Don’t let America turn North Korea into another Iraq

The news has taken on a theme: North Korea is only stringing the US along, and the controlled leaks feel very similar to what unfolded with Iraq in 2002

‘Is it possible that the Pentagon and the national security establishment is just stuck on its blinkered WMD playbook?’
‘Is it possible that the Pentagon and the national security establishment is just stuck on its blinkered WMD playbook?’ Photograph: Evan Vucci/AP

The Trump-Kim breakup in Hanoi was almost as sudden as the engagement – a huge sigh of relief pouring forth from the national security establishment. Donald Trump did not give away the store. But more important, to the experts, the collapse of the summit proved that a marriage that should never have happened in the first place was over.

And what do the experts want now? Reduce the scope of American ambitions and return to “managing the problem”, wrote Richard Fontaine of the establishment Center for a New American Security. Accept that North Korea is a nuclear nation, others whisper. Supercharge efforts to deter, undermine and then even force the North to capitulate. Congress, meanwhile, newly presses legislation – the Brink Act – that would impose even greater sanctions.

But something else is going on here. Almost every day, stories appear in the news reporting that the North is secretly doing this and that, that nuclear materials and warheads are still being built, and that new WMD sites are being worked on and being discovered. I’m all for holding North Korea accountable, and I’m all for vigilance and verification in not being blind to the regime’s actual behavior. But the news now seems to have taken on a larger theme: that North Korea is only stringing the United States along. The drumbeat and the controlled leaks feel very similar to what unfolded with Iraq in 2002.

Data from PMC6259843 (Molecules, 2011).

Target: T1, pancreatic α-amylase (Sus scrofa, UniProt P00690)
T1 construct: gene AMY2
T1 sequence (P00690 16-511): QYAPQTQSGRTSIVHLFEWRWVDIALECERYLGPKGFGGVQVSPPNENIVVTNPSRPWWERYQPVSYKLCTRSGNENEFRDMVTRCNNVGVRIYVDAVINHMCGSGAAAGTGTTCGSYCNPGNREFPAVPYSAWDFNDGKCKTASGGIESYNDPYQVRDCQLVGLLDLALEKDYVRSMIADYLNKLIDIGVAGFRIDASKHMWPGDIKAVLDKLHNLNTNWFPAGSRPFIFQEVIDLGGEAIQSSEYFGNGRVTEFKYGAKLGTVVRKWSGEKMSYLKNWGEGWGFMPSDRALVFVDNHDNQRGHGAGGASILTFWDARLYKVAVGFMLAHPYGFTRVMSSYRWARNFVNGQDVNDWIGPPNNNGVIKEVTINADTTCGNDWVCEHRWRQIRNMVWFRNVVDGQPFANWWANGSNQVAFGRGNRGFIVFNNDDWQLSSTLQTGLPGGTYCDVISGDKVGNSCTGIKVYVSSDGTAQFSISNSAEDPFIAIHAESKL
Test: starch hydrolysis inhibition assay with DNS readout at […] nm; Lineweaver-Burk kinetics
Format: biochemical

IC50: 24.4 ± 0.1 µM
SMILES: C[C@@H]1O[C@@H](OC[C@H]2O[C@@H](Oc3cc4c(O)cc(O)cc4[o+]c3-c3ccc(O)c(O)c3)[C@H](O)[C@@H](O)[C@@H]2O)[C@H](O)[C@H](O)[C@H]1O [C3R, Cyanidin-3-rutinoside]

The US has a choice to make. It makes no sense to return to the “go nowhere” diplomacy and coercion that the last three administrations followed. Resuming the active confrontation of 2016-2017 seems even riskier. But what about the Iraq playbook? In essence, this is the preferred, beefed-up policy direction the experts are offering. It is a scenario where no amount of progress from the North registers with the establishment because the dual objectives of WMD elimination and regime change crowd out all other considerations. And we all know how Iraq turned out.

The alternative is the East German playbook. This cold war course focused on opening up a closed society, particularly through beaming television, so that the people of the repressive state could actually see the riches and freedoms of the west. It took almost 20 years of patient tolerance where the US practically ignored domestic discontent for a greater goal. The end result was a peaceful collapse and reunification of one Germany.

more:

https://www.theguardian.com/commentisfree/2019/mar/11/trump-kim-summit-north-korea-another-iraq

Leave a Reply

Fill in your details below or click an icon to log in:

WordPress.com Logo

You are commenting using your WordPress.com account. Log Out /  Change )

Google photo

You are commenting using your Google account. Log Out /  Change )

Twitter picture

You are commenting using your Twitter account. Log Out /  Change )

Facebook photo

You are commenting using your Facebook account. Log Out /  Change )

Connecting to %s

This site uses Akismet to reduce spam. Learn how your comment data is processed.